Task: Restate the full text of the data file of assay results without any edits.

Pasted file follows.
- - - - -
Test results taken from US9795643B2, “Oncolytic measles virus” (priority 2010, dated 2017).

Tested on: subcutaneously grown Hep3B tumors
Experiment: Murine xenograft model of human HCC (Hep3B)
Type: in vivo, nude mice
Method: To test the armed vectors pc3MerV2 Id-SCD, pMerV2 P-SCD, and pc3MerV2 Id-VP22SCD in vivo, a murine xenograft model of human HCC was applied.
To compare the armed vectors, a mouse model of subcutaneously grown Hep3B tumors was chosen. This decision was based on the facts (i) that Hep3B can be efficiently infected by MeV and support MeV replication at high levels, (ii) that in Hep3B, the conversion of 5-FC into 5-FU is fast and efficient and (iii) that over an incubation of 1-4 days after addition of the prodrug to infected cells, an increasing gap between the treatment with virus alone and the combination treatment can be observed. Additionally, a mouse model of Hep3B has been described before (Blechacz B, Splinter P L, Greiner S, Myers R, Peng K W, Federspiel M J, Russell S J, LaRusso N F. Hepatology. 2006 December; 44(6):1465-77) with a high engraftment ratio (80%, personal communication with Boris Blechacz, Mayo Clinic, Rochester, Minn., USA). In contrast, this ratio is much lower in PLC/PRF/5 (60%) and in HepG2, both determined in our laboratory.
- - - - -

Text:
Test results taken from US9795643B2, “Oncolytic measles virus” (priority 2010, dated 2017).

Tested on: subcutaneously grown Hep3B tumors
Experiment: Murine xenograft model of human HCC (Hep3B)
Type: in vivo, nude mice
Method: To test the armed vectors pc3MerV2 Id-SCD, pMerV2 P-SCD, and pc3MerV2 Id-VP22SCD in vivo, a murine xenograft model of human HCC was applied.
To compare the armed vectors, a mouse model of subcutaneously grown Hep3B tumors was chosen. This decision was based on the facts (i) that Hep3B can be efficiently infected by MeV and support MeV replication at high levels, (ii) that in Hep3B, the conversion of 5-FC into 5-FU is fast and efficient and (iii) that over an incubation of 1-4 days after addition of the prodrug to infected cells, an increasing gap between the treatment with virus alone and the combination treatment can be observed. Additionally, a mouse model of Hep3B has been described before (Blechacz B, Splinter P L, Greiner S, Myers R, Peng K W, Federspiel M J, Russell S J, LaRusso N F. Hepatology. 2006 December; 44(6):1465-77) with a high engraftment ratio (80%, personal communication with Boris Blechacz, Mayo Clinic, Rochester, Minn., USA). In contrast, this ratio is much lower in PLC/PRF/5 (60%) and in HepG2, both determined in our laboratory.